The Peanut Butter Sniff Test for Alzheimer's


Have you had your peanut butter today? If so – could you smell it?

Dumb question. Right?

Well maybe yes, maybe no.

A recent study by researchers at the University of Florida came up with the peanut butter sniff test to determine if someone is in the early stages of Alzheimer's.

On first hearing this, I thought it sounded pretty ridiculous. The test consisted of testing a group of people, some with known early-stage Alzheimer's, by asking them to smell peanut butter, first with one nostril, then the other.

The patients with known Alzheimer's were not able to smell the peanut butter as soon in their left nostril as those who had no known symptoms of Alzheimer's disease. It seems that cognitive impairment is more evident in the left side of the brain than the right side, therefore the sniff test shows promise of being an early indicator of the disease.

Or so the researchers say.

I tried the test on myself – I couldn't smell the peanut butter at all! But then I can't smell much of anything. Ever since I used a certain anti-cold product several years ago I have had a significant loss of smell.

So I have to wonder what that has to say about my cognitive abilities. Maybe I am in full-blown dementia and just don't know it!

Purveyors of the test say we shouldn't try the test on ourselves, lest we send ourselves into a panic over the possibility that we are declining into dementia.

I haven't tried it on Charlie yet, but I plan to.

We all know he is suffering from a form of dementia, so I am anxious to see how good his nose is working, just to prove-disprove the test.

Well – it's time for my evening snack – toast with peanut butter.

In case a member of your family is one of those working on the peanut butter research, forgive me for my skepticism.

Marlis describes herself as a “Gramma who loves technology and has a lot to say.” She blogs about whatever catches her interest: food, books, family and more. For, she writes about the issues facing the elderly and her experiences caring for her husband, Charlie, who suffers from dementia.

View full profile

You May Also Like

Free AgingCare Guides

Get the latest care advice and articles delivered to your inbox!


I hace noticed quite a few older people no longer can smell and most do not have alzheimers. they also lose their sense of taste. my SIL also took that cold med several yrs ago(before they took it off the market) and she lost all sense of smell. her dr at the time said many used the product and lost their sense of smell.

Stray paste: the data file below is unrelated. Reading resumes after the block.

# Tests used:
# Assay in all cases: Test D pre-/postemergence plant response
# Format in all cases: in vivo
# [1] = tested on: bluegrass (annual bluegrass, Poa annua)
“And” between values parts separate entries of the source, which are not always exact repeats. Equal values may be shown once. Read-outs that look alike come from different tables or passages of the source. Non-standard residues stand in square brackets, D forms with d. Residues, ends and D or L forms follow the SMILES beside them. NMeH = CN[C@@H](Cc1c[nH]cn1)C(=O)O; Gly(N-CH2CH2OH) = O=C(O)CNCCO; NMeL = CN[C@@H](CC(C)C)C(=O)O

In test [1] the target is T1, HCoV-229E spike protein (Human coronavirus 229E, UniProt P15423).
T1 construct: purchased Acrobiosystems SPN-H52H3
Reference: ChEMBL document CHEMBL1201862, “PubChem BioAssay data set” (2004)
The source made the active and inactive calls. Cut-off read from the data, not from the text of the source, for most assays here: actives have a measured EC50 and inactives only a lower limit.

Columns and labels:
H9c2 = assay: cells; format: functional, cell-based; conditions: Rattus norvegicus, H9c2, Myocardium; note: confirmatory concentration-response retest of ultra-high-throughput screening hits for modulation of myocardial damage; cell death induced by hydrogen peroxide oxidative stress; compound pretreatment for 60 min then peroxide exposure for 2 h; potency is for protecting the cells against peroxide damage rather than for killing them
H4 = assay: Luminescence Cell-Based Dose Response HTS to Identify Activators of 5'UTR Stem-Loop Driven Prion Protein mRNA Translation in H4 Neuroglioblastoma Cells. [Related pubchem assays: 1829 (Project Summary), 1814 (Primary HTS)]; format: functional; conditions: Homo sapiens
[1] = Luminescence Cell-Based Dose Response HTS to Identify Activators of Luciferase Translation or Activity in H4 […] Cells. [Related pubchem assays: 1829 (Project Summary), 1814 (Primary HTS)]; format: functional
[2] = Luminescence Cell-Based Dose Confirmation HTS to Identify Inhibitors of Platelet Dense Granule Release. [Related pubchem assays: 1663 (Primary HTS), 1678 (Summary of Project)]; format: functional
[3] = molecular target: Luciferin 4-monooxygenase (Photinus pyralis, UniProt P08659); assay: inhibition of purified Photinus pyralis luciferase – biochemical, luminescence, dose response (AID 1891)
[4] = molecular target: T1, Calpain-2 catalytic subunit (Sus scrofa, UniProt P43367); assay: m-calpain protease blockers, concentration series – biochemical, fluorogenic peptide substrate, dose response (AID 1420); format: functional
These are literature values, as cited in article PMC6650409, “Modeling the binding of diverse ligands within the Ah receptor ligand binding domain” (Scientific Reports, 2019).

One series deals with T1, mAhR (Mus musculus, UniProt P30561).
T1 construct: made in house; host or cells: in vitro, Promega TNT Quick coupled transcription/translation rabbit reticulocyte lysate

My husband, who is a medical professional, says that the "crossover" of brain control occurs at the neck. Although the right side of the brain controls the left arm and leg, and vice versa, the left side of the brain does indeed control the left nostril. Although I have my doubts about the validity of this study, the author is correct about which side of the brain controls the left nostril.
In a very interesting article published this month (march 2014) published in the prestigeous medical Journal of Craniofacial Surgery , with the title “Lateralized Differences in Olfactory Function and Olfactory Bulb Volume Relate to Nasal Septum Deviation” we can see that up to 72% of patients with left septal deviation have lateralized nasal obstruction on olfactory bulb that leads to HYPOSMIA (partial loss of olfactory function in the obstructed nostril).
In that common cases of LEFT septal deviation with lateralized nasal obstruction, using the so called ”smell test “ someone could be misdiagnosed as having AD or some dementia . while only havING a left septal deviation.


“ One of the most common reasons for partial nasal obstruction is nasal septal deviation .
The effect of a partial lateralized nasal obstruction on olfactory bulb volume remains unclear.
Thus, the aim of this study was to investigate the side differences in olfactory function and obstruction on olfactory bulb in patients with serious nasal septal deviation.
Sixty-five volunteers were included: 22 patients with serious RIGHT obstruction on olfactory bulb and 43 patients with LEFT OBSTRUCTION ON OLFACTORY BULB.
The patients’ mean AGE WAS 22 YEARS OLD.
All participants received volumetric magnetic resonance imaging scans (MRI) of the entire brain and detailed lateralized olfactory tests.
The majority of the patients exhibited an overall decreased olfactory function (as judged for the better nostril: functional ANOSMIA (total loss of olfactory function) in 3% of patients, HYPOSMIA (partial loss of olfactory function in 72% of the patients, NORMOSMIA (normal olfactory function) in 25% of the patients , which seems to be mostly due to the OVERALL SEVERE CHANGES in nasal anatomy.
As expected, olfactory function was significantly lower at the NARROWER SIDE as indicated for odor thresholds, odor discrimination, and odor identification (P ≤ 0.005).
When correlating relative scores and volumes (wider minus narrower side), a significantly positive correlation between the relative measures emerged for OBSTRUCTION ON OLFACTORY BULB volume and odor identification, odor discrimination, and odor thresholds.

(abstract pasted from the Journal of Craniofacial Surgery-March 2014-Vol. 25 - Issue 2: p 359-362)